Skip navigation

Category Archives: Python

Python (both on and off the Web)

It is a truth universally acknowledged that not everyone is comfortable working with a command line. Let’s face it, some of our coworkers will never get over their desire for a good 5-cent GUI.

We’re a Ruby (and Java) shop here at work, so after I learned Ruby and started writing some serious scripts, I looked for a GUI toolkit for Ruby. Sadly, I found the available alternatives lacking for one reason or another.

Shoes looked good at first glance, but when its creator dropped out of programming, the Shoes project grew stale.. More recently, according the The Ruby Way (3rd edition), work has resumed on Shoes, but in JRuby. Maybe it would be worth taking a new look at Shoes, since we use JRuby here.

I also looked at Tk, but when I last checked, there were holes in the Ruby implementation (the Python implementation was more complete).

Qt is another popular toolkit used in Ruby, but the licensing (for commercial entities) caused me to pass on it.

One of the things I looked for was support built-in — either built-in to the programming language (so it’s all part of the same install), or built-in to the operating system itself (Windows, in our case). For a while, I played with the idea of scripting in Python, so I could use its superior implementation of Tk — but the needs of the many (possible users of any scripts I might write) outweighed the needs of the few (programmers who could maintain Python scripts in a Ruby shop).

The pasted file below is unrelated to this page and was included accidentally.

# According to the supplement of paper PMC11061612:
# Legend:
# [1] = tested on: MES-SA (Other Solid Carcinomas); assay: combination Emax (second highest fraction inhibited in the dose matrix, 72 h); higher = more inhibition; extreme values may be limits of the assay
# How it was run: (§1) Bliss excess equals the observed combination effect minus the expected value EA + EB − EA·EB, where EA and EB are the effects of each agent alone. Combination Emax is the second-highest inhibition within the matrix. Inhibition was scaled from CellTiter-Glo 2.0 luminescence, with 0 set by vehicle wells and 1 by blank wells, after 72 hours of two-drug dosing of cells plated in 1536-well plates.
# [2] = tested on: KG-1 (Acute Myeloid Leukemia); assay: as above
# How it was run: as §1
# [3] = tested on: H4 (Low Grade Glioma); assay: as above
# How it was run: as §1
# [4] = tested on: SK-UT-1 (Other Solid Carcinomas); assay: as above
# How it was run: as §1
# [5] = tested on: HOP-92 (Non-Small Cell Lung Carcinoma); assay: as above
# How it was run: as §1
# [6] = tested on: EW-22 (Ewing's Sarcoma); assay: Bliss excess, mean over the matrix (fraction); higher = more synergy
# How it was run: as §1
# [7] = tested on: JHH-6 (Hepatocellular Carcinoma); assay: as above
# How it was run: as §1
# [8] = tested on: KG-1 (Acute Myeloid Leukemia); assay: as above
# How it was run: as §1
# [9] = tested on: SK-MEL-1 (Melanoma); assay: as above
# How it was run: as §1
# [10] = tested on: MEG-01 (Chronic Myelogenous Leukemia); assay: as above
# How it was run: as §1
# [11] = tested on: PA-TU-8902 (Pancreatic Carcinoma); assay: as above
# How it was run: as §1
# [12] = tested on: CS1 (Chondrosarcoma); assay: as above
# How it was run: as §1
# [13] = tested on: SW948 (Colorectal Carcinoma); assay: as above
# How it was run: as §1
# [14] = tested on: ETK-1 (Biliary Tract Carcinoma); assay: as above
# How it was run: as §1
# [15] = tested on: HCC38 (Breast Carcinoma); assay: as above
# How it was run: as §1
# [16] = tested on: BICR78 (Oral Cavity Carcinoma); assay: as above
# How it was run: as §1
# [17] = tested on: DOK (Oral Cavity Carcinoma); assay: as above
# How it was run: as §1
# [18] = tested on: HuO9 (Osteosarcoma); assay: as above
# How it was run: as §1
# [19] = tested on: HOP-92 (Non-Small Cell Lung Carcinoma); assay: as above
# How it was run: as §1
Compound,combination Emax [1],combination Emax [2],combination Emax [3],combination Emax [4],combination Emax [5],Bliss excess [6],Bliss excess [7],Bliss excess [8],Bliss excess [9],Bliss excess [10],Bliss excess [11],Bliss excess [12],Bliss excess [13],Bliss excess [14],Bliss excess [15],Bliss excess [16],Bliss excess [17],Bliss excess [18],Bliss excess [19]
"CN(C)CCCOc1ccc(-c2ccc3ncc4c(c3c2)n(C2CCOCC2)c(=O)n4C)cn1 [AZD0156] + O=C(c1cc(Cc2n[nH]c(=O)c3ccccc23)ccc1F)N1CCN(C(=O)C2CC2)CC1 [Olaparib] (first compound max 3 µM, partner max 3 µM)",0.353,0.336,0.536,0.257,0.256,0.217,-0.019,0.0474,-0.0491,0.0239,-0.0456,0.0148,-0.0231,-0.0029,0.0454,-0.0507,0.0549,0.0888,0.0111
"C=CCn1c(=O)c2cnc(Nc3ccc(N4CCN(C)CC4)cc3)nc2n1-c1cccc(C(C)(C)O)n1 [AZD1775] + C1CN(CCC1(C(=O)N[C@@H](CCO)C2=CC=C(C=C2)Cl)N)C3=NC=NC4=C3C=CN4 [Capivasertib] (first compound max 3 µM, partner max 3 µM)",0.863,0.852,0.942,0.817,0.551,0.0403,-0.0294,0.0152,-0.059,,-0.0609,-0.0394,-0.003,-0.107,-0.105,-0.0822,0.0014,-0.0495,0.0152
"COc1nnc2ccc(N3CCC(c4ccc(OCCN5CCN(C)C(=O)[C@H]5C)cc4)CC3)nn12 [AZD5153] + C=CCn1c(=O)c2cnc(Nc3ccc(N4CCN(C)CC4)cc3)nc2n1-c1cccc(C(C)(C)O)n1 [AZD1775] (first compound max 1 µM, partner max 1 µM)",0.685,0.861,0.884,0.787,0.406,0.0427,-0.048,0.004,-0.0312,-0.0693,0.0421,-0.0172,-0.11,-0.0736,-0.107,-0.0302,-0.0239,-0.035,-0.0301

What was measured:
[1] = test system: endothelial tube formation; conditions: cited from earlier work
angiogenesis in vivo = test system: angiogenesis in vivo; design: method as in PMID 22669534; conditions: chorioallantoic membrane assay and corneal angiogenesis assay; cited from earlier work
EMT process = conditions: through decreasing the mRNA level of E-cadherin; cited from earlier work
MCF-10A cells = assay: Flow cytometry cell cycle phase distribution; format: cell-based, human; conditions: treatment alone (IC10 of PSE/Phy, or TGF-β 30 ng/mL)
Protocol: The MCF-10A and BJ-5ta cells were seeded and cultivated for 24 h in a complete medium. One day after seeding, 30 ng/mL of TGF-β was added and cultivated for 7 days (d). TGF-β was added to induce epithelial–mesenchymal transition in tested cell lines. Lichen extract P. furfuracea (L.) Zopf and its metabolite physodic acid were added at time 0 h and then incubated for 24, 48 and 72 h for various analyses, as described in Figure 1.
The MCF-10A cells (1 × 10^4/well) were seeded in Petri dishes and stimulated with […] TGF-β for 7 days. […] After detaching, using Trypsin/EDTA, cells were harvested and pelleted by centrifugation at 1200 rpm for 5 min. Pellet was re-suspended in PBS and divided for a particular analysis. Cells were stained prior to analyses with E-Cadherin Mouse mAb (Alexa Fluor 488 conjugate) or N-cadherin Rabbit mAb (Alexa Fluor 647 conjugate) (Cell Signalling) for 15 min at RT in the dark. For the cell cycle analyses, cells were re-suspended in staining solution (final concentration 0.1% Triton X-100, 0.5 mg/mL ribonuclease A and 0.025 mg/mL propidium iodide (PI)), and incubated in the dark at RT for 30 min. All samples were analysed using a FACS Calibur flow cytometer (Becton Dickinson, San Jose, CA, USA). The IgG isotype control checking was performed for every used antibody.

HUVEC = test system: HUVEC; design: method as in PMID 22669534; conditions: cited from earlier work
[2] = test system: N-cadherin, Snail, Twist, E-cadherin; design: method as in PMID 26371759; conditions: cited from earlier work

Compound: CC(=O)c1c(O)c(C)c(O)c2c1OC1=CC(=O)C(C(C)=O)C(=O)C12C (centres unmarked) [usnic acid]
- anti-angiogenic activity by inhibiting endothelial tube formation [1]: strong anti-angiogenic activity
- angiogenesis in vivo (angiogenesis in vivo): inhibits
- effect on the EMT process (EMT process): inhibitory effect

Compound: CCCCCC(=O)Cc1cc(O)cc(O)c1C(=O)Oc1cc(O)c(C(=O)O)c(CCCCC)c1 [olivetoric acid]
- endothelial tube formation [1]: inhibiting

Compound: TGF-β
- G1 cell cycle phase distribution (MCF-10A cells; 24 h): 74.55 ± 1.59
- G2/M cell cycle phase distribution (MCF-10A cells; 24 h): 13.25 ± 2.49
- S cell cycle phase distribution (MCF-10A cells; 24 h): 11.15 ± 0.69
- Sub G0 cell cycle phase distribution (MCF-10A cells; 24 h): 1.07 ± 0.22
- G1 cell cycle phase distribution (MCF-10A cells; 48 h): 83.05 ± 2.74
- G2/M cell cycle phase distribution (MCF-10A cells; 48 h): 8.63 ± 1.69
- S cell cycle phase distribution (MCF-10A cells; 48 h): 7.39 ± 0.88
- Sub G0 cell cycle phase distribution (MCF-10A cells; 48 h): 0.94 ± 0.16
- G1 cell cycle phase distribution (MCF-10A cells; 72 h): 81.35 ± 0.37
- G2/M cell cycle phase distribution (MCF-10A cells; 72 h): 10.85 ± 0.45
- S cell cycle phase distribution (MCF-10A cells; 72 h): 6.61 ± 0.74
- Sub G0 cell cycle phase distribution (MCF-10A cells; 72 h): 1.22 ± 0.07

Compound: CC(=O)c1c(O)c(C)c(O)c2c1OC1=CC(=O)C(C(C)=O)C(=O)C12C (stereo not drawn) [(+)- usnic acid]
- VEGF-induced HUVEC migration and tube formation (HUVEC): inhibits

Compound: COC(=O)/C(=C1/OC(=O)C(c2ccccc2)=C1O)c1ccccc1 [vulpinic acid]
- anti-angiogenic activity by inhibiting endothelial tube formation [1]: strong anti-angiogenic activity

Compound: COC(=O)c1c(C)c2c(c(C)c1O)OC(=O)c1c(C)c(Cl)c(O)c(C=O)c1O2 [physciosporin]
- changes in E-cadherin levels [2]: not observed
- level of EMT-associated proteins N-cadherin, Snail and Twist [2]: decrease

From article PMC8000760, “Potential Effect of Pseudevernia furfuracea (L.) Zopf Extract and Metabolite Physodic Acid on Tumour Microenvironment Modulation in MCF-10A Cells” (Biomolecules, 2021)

Lately, my inclination has been to use PowerShell to run Ruby scripts, and this extends to writing GUIs. PowerShell can build GUIs using either Windows Forms (the old and busted way) or Windows Presentation Foundation (WPF).

Here are a couple of links to building GUIs using WPF:

Of course, when using PowerShell, it’s also a good idea to remember the Out-GridView cmdlet, which might be all the GUI some scripts need.

I’ve been studying Python for several years, off and on, but I’m only now getting traction on applying it at work.

One of the things I’m struggling with right now is how best to arrange the directory structure when using object-oriented design where some objects inherit from others, when I’m doing the development on my desktop machine but plan to move the project to a common network directory.

I found a post on Stack Overflow that referenced a post by Jean-Paul Calderone: Filesystem structure of a Python project – the Stack Overflow post got over 100 upvotes, which is a pretty good indication that Calderone’s structure is a good and reasonable one.

Maybe what I want is a relative import, as in this Stack Overflow post – but I can’t seem to make it work with my code just yet. Grrrr…

I thought I bookmarked this a long time ago – apparently I didn’t.

O’Reilly’s Test-Driven Development with Python (by Harry Percival) is still available to read online at the O’Reilly Atlas site (formerly O’Reilly’s Chimera Labs, if I remember correctly and if the URL is any guide).

Percival’s book was made available to read for free courtesy of O’Reilly’s Open Source Convention (a.k.a. OSCON). Since my budget is currently limited, I’m very happy for the opportunity to read this book without having to buy it (or keep checking it out of the library).